Today he is a Russian photography icon. But he started off as a Soviet photographer. At a time when honesty in Soviet photography was, quite frankly, dangerous. So the great admiration he now receives is more than well deserved.
Igor Moukhin and Russian Photography
Igor Moukhin was born in 1961 in Moscow. He was only 16 when his love of photography reared its’ ugly head. Not a love that was promoted in the Soviet art circles. He first worked as a , heating technician and yard cleaner for a few years before he jumped in whole-heartedly. He became serious, and attended a class at the University of Moscow in 1985. In 1987 he started having his first personal exhibitions.
It was around this same time that the underground punk scene began blossoming in Moscow. He quickly embedded himself into the scene, producing images that would propel him in the new Soviet Glasnost. He was in just the right place at the right time. But it was his dedication to the art of it all that kept him motivated.
His work was first published in 1987 in a book about “Rock in Russia”. While it may have been a fading subculture at the time, those images command tens of thousands of dollars today.
Glasnost and Success
He was a real impetus promoting the new Russia and the great transitions happening around him at a blinding pace. His series, “Young People”, in the late 80’s featured the youth of Moscow at play. From the clubs, bars, communal showers and wrestling,…everyday Soviet life. He photographed many who would today be considered rockers, hippies, and other types that would be normal fare in the West. But not in Russia,…. and certainly not then. It showed Moscow’s youth scene in the rawest of raw fashion. Raw enough to attract the Western critics to take notice.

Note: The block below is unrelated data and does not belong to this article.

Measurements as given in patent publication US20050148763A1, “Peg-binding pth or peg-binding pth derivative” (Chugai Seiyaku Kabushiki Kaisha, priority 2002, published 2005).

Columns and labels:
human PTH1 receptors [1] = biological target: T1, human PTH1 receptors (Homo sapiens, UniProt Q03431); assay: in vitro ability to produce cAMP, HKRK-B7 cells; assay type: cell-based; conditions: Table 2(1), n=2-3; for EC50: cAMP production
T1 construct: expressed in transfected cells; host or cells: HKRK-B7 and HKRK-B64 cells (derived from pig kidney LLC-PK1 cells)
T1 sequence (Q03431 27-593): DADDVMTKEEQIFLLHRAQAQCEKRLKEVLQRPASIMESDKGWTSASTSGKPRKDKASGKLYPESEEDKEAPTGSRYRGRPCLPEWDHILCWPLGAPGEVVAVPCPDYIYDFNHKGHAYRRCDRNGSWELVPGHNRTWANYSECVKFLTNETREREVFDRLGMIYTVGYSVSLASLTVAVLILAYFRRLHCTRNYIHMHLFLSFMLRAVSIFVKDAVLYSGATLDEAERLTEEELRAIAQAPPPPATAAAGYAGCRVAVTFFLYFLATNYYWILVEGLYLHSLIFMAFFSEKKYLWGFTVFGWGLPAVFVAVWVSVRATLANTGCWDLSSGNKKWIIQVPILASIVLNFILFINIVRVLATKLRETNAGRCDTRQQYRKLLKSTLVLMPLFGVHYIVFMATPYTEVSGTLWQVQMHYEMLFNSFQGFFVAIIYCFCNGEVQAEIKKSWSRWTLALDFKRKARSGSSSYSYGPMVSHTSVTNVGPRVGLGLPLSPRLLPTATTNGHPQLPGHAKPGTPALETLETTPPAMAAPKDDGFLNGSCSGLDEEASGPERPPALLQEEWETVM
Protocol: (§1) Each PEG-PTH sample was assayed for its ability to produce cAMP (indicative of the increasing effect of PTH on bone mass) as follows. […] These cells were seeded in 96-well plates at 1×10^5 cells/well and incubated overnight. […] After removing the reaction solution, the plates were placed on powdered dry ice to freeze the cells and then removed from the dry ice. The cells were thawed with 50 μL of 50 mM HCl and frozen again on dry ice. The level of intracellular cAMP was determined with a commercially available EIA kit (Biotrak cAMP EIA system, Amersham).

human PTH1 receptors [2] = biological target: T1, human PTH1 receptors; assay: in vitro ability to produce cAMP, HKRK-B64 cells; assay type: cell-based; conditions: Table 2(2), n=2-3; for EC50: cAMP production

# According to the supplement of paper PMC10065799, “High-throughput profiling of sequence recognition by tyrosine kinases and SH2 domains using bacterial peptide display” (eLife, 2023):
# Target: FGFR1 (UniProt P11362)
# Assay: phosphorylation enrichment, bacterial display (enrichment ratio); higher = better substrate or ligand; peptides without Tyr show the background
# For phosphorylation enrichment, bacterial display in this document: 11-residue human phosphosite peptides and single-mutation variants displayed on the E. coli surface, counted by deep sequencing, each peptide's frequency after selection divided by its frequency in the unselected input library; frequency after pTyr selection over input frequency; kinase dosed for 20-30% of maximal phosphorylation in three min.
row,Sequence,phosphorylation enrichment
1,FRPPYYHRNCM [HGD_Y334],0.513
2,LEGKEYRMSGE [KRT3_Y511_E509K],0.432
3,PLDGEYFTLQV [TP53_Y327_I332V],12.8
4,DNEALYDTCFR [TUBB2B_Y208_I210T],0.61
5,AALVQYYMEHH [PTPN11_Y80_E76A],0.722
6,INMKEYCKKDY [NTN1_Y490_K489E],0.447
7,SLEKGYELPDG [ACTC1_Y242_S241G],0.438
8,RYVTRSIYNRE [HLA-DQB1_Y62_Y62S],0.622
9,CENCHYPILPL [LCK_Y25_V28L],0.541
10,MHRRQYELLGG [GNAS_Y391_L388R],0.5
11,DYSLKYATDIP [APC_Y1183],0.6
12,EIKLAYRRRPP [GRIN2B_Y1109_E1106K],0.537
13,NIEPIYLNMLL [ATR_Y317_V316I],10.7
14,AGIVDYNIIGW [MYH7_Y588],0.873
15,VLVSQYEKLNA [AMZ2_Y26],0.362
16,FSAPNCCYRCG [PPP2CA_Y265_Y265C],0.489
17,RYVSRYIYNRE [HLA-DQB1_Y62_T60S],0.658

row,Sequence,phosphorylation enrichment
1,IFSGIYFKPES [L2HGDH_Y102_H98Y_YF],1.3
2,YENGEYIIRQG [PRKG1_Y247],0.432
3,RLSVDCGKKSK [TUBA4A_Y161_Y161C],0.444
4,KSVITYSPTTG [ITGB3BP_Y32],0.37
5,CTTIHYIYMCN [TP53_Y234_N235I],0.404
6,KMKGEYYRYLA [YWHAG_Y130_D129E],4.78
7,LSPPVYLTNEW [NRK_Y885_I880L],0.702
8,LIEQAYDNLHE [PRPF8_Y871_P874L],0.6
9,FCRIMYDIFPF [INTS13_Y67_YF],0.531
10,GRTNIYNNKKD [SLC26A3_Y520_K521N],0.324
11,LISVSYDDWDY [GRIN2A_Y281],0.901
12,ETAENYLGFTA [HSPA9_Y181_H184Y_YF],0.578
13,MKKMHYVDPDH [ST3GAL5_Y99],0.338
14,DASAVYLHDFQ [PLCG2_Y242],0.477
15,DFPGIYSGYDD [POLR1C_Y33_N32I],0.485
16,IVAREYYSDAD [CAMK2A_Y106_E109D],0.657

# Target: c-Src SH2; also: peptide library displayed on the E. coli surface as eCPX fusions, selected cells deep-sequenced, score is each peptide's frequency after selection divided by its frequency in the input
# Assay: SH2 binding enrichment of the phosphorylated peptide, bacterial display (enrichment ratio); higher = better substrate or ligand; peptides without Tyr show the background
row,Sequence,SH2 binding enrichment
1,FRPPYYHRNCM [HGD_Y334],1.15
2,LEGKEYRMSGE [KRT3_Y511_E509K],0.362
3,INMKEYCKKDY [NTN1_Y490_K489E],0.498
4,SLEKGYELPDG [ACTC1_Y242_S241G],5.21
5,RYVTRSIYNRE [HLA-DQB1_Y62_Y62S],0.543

With fellow photographer, Alexei Shulgin, they started a new movement against the Socialist Realism prevalent at the time. (propaganda?) It was clear he could take photos that stripped all down to the pure humanity of the image. He was very adept at producing striking monotone images. To feel,…not just see. His popularity was largely attributed to his ability to make a simple street or documentary photograph a work of art. He sees details that other photographers seem to miss.
A Leica Man
He may or may not be the king of Russian photography street shooters. But his both romantic and critical eye has led to his praise, not just in Russia, but throughout Europe. His work is very sought after, and Awards he’s receiving are just adding to that esteem and notoriety outside his country. He almost always uses a rangefinder. While he has used lots of Russian cameras, when money allowed he went to a Leica M3. Today, give him a roll of B+W film and his Leica M6, and he’s happy. And we’re happy. Find Leica M6